Arrival of spring delayed by long winter

Evergreen Nursery

Evergreen Nursery

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SPRING has not quite sprung yet according to green fingered gardeners in Kirkcaldy.

Bedding plant production is behind schedule and there have been unusual flowering combinations spotted in gardens in and around the town due to this year’s late seasonal changes.

Instructor David Ross at Evergreen Nursery

Instructor David Ross at Evergreen Nursery

Dave Ross, senior instructor at the Evergreen nursery project in Barnet Crescent, told The Press everything is running late this spring because the colder weather has lasted longer than normal.

Dave has been working at the Evergreen Training and Employment Service for the past 12 years. It is run by the Scottish Association for Mental Health (SAMH) and the volunteers, clients and staff grow a wide selection of bedding plants, shrubs and flowers which are on sale to the public. It also features a community garden and part of it has been developed into vegetable plots.

He said: “Our bedding plants are way behind because of the strange weather we have had. The lobelia plants should be further on than they are and some of them have gone brown because it’s been so cold.

“The ground has been frosty and this is why some bedding plants have not flourished as well as they should have done. It has been colder for longer this year and as a result it has slowed down the rate of growth for our plants. We have a propagating tunnel which keeps the plants warm but we have had to burn more gas to keep it warm over a longer period.”

Dave said that while there have been more daylight hours and milder weather, the temperature is still plummeting at night. He continued: “It has been windy as well which causes draughts and this also takes away heat. If the long winters continue like this we will have to look at again at which types of plants to grow. The more exotic bedding plants haven’t grown as well because of the cold so we may have to look at having hardier plants like marigolds and clarkia. Although other plants, like the heather, have had a good show this year when they didn’t last year.”

He added: “Nature has a way of evening itself out so while it has been a slow start everything should soon catch up as long as we get the weather.”

Anne Brown, secretary of Kirkcaldy Allotments Group (KAG), said: “I’ve been asking around allotmenteers and everyone’s saying the same thing.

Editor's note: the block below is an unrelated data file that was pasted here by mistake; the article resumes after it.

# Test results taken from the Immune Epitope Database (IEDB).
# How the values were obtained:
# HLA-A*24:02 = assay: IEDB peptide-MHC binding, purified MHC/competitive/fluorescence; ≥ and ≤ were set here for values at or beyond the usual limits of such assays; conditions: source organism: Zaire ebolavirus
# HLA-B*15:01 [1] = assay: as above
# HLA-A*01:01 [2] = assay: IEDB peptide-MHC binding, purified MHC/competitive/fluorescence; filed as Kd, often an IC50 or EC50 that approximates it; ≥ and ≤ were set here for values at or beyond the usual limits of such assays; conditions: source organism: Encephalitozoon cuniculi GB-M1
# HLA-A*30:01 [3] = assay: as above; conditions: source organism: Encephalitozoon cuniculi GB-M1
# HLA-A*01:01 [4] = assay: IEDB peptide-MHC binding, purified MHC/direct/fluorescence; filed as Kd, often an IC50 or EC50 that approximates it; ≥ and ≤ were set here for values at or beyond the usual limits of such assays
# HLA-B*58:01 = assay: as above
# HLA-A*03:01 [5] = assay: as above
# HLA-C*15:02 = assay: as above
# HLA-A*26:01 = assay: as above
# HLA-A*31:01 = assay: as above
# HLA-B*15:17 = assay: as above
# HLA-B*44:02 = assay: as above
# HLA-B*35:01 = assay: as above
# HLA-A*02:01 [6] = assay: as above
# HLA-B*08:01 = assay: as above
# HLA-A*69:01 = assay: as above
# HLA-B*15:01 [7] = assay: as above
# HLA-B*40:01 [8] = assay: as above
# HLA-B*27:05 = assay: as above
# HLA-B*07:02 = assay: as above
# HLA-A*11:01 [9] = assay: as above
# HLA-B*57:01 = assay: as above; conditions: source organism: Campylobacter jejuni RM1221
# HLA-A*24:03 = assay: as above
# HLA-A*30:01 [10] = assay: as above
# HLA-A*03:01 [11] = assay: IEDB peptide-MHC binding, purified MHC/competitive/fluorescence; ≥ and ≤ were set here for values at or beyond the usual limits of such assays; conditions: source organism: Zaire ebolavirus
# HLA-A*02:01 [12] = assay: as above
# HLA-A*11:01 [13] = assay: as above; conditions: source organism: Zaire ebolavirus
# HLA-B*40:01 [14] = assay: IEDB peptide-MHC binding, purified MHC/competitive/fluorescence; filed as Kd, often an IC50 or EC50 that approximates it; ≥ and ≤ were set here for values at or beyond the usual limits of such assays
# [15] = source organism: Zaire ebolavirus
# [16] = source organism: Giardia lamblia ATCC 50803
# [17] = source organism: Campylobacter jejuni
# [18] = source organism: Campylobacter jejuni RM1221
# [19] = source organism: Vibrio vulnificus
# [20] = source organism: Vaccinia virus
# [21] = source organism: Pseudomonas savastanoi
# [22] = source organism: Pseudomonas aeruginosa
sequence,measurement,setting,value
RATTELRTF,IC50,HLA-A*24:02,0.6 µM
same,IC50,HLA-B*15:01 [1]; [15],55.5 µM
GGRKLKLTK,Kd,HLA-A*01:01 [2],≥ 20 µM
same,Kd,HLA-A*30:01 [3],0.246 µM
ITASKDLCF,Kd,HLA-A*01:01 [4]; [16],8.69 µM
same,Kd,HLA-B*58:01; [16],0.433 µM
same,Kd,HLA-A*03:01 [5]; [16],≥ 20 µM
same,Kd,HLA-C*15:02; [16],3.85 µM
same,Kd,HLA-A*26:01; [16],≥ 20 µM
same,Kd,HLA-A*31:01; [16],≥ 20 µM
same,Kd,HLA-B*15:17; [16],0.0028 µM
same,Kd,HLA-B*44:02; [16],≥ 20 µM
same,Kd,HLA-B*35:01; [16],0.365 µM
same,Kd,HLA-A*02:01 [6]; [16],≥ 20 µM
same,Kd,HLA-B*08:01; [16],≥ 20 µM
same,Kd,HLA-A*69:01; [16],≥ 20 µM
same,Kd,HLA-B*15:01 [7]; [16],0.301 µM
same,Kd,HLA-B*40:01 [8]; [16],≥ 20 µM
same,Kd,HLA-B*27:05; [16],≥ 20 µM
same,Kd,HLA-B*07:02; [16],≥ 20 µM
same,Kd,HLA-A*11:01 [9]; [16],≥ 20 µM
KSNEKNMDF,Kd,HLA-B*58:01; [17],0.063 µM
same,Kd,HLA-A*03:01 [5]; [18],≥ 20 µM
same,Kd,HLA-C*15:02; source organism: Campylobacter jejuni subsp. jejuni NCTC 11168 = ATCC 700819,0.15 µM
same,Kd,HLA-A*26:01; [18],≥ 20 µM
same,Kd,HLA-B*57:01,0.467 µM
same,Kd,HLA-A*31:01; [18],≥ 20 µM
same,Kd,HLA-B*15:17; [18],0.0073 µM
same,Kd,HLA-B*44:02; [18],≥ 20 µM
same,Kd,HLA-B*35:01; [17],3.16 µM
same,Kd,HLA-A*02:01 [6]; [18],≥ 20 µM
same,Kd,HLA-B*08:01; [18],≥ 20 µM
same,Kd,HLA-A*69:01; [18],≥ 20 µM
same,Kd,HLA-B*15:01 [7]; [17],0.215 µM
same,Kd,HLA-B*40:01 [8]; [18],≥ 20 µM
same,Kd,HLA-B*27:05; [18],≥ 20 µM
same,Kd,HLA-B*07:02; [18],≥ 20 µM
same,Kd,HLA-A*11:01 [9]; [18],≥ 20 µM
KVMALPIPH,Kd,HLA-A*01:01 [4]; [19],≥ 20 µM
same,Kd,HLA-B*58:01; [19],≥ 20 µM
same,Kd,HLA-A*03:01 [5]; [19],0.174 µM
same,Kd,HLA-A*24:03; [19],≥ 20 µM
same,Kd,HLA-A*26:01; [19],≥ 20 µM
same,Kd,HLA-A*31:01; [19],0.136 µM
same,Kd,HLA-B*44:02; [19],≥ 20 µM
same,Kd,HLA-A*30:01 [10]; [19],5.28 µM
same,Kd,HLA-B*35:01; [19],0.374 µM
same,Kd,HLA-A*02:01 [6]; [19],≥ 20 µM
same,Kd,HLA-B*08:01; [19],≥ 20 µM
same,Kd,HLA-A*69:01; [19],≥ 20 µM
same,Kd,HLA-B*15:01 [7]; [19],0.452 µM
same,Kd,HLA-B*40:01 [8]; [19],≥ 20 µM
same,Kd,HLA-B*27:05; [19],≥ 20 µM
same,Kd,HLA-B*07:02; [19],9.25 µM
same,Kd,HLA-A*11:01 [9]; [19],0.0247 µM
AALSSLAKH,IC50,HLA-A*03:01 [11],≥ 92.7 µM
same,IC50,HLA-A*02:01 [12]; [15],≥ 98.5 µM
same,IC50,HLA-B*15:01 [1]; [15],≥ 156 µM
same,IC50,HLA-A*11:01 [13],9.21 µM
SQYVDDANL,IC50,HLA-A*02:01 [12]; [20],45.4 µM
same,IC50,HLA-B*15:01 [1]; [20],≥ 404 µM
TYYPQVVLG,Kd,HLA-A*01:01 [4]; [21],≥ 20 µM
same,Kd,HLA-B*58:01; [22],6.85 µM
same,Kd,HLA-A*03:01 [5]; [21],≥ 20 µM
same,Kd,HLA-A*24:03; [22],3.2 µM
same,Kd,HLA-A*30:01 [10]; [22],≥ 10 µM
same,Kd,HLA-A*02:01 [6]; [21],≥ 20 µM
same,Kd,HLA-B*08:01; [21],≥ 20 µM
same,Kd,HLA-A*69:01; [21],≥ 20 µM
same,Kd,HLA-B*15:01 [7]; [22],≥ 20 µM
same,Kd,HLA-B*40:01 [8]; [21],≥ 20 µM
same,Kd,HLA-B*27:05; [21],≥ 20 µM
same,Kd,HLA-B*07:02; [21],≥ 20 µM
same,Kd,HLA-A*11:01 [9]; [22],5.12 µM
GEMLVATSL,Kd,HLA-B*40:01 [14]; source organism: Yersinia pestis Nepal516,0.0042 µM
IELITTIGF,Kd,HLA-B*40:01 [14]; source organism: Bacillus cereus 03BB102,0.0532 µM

“Last year we had seeds and some potatoes planted by the end of March and with a mild March they’d started to sprout. But this year the soil is too cold and everyone’s holding back on planting. Parsnip seeds were finally going in last week and they’re usually planted in late February. Early potatoes were also going in although the soil was probably still a bit cold - but we’re all getting impatient!

“We’re all desperate to get our homes back to normal since windowsills and conservatories are heaving with trays of seedlings. The daffodils in Ravenscraig Walled Garden (RWG) are still in full bloom and in a normal year they would have died two or three weeks ago.” She said bees have recently been introduced to RWG but since flowering is late, their food sources are limited so they’re being fed by the beekeepers. She added: “It’s most definitely a late spring!”

Jim Jermyn, horticultural consultant, Gardening Scotland, said the unusual spring weather has been a talking point for many people over recent weeks. He said: “But is it really unusual? I ran an Alpine plant nursery in Berwickshire for 20 years from the early 80’s and it was not unusual to experience such a weather pattern.

“The problem stems from our short memory of a series of mild winters (from the late 90s) and exceptionally early springs.

“This year, we still have a few snowdrops in flower and bluebells are barely emerging, this reminds me of the former years and gardeners must be patient and wait until the soil warms up and the fear of late frost has passed. “Last year my Victoria plum blossom had already been frosted at this stage and many alpine and herbaceous plants were ahead of schedule, this year the plums are not yet in flower.” He added: “Let’s be thankful there will be an extension of the seasons this year with wonderful magnolias and rhododendron blossom to look forward to!”